1. Establish trust by questioning to get real data
  2. Understand high-level pain points and differentiators
  3. Document domain-driven architecture and models
  4. Write failing tests for functions
  5. Pseudocode functions
  6. Make it workable
  7. Make it maintainable with conventions and modular interfaces
  8. Make it scalable/efficient, if needed
  9. Focus on restarting regularly to adapt incrementally, inexpensively, and continuously

  10. Check-in relationship, short-term concerns, long-term objectives
  11. Time-box tasks throughout lifecycle
  12. Break down goal into atomic components
  13. Isolate Model-View-Controller structure
  14. Isolate Class composition
  15. Isolate singular-task, functions with inputs/outputs
  16. Write tests for Behavior-Driven Development
  17. Pseudocode
  18. Get to Minimum Viable Product
  19. Make it maintable
  20. Optimize
  21. Repeat

The point is to show progress, strategies, and optimization just like real life, not “knowing the answer” which isn’t possible for new problems. Drive the process like you’re the senior person, but be a great teammate too!

  1. Understand the problem
    • Think aloud
    • Ask questions
      • Scope the problem
      • Get clues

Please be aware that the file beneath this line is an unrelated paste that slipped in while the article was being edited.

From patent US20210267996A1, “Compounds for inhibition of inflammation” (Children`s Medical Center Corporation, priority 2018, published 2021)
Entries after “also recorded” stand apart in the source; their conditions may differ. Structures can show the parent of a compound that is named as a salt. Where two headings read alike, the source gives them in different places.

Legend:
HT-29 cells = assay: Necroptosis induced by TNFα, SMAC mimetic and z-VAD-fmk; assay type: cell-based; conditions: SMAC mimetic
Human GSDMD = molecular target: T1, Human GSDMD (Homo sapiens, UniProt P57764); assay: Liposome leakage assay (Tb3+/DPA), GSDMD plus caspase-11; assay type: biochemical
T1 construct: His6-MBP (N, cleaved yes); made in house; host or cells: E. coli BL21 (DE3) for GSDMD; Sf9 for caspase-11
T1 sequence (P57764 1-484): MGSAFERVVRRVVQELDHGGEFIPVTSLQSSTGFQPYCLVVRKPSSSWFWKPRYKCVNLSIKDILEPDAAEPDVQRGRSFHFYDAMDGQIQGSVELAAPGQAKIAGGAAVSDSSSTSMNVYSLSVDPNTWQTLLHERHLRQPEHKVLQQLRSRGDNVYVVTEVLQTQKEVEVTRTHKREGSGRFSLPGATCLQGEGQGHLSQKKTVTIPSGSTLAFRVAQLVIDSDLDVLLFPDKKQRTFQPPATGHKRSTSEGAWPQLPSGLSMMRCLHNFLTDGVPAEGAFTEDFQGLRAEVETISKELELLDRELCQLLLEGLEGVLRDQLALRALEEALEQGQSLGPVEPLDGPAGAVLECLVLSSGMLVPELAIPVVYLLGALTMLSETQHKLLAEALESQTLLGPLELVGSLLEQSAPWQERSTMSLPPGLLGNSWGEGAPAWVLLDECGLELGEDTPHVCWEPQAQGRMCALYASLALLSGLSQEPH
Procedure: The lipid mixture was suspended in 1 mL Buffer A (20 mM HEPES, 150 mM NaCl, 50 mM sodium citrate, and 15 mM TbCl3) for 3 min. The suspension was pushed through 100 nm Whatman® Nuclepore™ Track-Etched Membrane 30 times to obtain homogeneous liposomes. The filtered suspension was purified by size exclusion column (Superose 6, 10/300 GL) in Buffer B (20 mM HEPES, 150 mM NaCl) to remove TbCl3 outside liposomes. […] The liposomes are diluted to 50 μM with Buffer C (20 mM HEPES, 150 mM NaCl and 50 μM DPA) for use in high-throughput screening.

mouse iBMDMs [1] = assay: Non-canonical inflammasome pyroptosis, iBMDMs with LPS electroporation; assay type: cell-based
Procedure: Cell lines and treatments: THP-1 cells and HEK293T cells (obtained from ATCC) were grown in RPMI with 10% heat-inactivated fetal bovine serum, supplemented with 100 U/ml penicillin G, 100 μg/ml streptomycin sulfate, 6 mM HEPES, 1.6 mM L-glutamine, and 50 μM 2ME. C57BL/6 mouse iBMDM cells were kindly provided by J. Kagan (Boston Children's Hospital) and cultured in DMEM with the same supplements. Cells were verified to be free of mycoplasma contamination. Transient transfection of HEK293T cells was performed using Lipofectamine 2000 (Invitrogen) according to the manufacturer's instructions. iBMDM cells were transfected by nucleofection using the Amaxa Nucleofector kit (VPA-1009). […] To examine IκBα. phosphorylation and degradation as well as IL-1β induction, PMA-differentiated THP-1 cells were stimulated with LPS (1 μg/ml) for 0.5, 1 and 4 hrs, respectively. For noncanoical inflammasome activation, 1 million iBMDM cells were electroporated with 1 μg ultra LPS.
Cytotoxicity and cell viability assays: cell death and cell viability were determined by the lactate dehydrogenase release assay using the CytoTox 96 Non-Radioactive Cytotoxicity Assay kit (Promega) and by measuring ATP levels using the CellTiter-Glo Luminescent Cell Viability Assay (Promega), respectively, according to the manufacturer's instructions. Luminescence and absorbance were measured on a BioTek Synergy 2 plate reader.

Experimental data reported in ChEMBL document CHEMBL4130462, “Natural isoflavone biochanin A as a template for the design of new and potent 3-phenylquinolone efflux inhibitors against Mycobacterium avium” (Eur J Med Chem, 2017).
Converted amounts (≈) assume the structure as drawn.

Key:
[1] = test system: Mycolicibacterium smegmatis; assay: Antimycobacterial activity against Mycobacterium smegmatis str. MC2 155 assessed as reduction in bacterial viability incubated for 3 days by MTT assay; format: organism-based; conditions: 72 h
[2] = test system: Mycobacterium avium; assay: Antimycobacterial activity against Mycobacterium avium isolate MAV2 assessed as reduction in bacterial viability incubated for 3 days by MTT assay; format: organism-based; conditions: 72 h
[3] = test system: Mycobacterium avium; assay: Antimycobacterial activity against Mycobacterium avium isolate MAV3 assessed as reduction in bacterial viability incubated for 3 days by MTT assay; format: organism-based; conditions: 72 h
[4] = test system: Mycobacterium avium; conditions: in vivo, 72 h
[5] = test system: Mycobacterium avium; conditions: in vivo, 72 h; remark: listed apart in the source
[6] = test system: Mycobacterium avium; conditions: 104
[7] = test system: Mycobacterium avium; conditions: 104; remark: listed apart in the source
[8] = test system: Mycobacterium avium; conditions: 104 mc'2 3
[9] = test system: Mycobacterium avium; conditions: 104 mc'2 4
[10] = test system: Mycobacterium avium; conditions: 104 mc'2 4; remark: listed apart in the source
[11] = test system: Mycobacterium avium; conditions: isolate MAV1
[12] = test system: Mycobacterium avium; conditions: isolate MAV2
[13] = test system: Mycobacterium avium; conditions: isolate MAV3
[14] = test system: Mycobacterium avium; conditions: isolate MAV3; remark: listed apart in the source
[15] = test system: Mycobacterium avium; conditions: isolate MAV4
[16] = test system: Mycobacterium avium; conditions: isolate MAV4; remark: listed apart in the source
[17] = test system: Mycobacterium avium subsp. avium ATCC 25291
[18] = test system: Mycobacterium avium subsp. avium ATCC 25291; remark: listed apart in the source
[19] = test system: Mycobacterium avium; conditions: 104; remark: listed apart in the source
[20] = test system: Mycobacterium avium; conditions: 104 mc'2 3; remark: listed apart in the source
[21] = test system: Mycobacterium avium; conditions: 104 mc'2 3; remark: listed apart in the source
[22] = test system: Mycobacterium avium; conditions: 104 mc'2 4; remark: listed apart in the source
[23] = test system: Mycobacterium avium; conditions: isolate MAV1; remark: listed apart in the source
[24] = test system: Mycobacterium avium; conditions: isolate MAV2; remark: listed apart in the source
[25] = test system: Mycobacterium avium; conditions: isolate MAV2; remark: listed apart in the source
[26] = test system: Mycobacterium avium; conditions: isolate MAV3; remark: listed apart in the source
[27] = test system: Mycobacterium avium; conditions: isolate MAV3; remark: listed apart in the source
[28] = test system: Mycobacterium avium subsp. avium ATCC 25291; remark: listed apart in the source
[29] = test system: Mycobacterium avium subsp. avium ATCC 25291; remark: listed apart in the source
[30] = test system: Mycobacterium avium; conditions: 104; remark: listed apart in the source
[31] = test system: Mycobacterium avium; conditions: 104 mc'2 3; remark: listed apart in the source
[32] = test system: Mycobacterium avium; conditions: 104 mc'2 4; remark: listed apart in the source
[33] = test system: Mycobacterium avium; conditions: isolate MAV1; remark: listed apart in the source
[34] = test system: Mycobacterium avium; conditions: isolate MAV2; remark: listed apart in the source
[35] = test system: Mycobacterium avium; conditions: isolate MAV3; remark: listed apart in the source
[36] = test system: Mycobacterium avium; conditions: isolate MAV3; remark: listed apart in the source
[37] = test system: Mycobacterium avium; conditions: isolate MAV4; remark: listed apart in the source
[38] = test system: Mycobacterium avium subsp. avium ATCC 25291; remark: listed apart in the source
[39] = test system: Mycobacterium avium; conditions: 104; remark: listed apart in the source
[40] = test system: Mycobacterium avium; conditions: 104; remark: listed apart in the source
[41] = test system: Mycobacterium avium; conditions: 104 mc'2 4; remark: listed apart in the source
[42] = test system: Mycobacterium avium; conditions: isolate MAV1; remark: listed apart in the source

• Express what you’re considering or not
    • Listen for clues carefully
    • Read carefully
    • Write down notes for givens like inputs and outputs
  2. Manually test out a simple, but realistic example
    • Reasonably big/realistic breadth
    • Include special cases so you don’t miss edge cases
    • Reverse engineer and breakdown thoughts
  3. State brute-force algorithm MVP; maybe pseudocode
    • Talk about tradeoffs like time and space complexity
  4. Optimize
    • Bottlenecks
    • Unnecessary complexity
    • Duplicated work
    • Edge cases
    • Consider time and space complexity tradeoffs
      • Data structures
        • Hash tables
      • Recursion
        • Bottom-up, vs. top-down
        • Memoization
        • Dynamic programming
  5. Walk through in detail; check against problem
  6. Write beautiful code
    • Modularize with top-down functions first
      • May save you from writing smaller helper utility functions that aren’t that important to logic
    • Refactor
    • Add arrows to insert new code instead of rewriting to save time
  7. Test your code (not the algorithm)
    • Code review
      • Logic
      • Areas vulnerable to errors
    • Small test cases
    • Special edge cases
    • Big test cases (like realistic example you made above)
    • Bugs
      • Think about root causes
      • Fix them

Good luck and bring your own thin whiteboard markers if you like!